Name and Place for Tuesday, June 10 (’14)
The hypostatic (or personal) union of two natures, human and divine, in the one Person of Christ, the eternal Son of God, the Logos, was rightly understood by the Church to be essential to the salvation of the world. In order to be the Mediator between God and mankind, so as to bring them back together, thereby saving lost humanity, Christ had to become a man, while remaining at the same time God. The Christian Church for the first five centuries of its existence made every costly effort, at times including exile, persecution and martyrdom, with massive biblical and theological reflection, writing, and prayer, to clarify the biblical teaching on this crucial truth, which they saw to be central to the salvation of the lost, the preservation of the Gospel, and the extension of the Great Commission given them by Christ.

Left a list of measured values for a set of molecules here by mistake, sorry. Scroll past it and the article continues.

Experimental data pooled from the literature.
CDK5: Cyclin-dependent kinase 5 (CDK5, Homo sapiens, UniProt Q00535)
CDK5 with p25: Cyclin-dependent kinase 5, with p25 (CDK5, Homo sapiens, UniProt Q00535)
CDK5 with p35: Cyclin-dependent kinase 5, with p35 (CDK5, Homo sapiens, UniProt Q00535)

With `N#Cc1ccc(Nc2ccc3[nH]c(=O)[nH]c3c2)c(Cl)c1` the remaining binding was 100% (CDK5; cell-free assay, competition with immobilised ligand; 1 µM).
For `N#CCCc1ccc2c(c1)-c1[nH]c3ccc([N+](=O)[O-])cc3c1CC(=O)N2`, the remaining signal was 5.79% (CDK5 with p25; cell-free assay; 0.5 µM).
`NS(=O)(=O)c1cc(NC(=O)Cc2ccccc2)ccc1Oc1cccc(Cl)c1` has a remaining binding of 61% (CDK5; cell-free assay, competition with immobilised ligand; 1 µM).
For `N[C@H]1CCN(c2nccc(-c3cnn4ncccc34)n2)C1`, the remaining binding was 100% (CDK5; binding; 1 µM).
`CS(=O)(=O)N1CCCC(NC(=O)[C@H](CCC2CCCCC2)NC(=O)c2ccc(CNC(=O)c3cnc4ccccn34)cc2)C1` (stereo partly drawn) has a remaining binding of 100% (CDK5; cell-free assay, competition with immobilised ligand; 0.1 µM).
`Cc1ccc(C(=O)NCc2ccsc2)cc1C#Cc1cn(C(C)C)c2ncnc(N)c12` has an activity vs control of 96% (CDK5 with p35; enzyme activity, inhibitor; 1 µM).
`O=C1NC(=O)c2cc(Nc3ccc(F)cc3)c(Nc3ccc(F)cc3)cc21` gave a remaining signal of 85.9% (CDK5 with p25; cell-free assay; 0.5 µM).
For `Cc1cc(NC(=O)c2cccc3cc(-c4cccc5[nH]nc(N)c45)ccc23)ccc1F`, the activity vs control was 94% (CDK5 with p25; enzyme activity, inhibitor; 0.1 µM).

The next time someone asks, “What’s the big deal?” regarding a doctrinal point that seems obscure, or pedantic, or unnecessary, remind them that, though they may not realize the significance, doctrine matters for salvation. What you believe depends on who you are believing in. And that makes all the difference.
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